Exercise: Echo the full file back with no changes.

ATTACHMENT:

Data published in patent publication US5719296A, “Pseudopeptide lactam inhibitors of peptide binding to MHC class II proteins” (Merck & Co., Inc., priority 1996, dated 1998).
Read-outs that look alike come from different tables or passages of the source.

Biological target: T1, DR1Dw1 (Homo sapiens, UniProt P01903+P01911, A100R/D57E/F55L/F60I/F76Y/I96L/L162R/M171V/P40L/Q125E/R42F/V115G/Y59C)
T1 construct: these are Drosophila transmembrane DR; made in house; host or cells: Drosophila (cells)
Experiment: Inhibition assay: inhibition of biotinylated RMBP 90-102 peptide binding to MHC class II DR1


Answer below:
Data published in patent publication US5719296A, “Pseudopeptide lactam inhibitors of peptide binding to MHC class II proteins” (Merck & Co., Inc., priority 1996, dated 1998).
Read-outs that look alike come from different tables or passages of the source.

Biological target: T1, DR1Dw1 (Homo sapiens, UniProt P01903+P01911, A100R/D57E/F55L/F60I/F76Y/I96L/L162R/M171V/P40L/Q125E/R42F/V115G/Y59C)
T1 construct: these are Drosophila transmembrane DR; made in house; host or cells: Drosophila (cells)
Experiment: Inhibition assay: inhibition of biotinylated RMBP 90-102 peptide binding to MHC class II DR1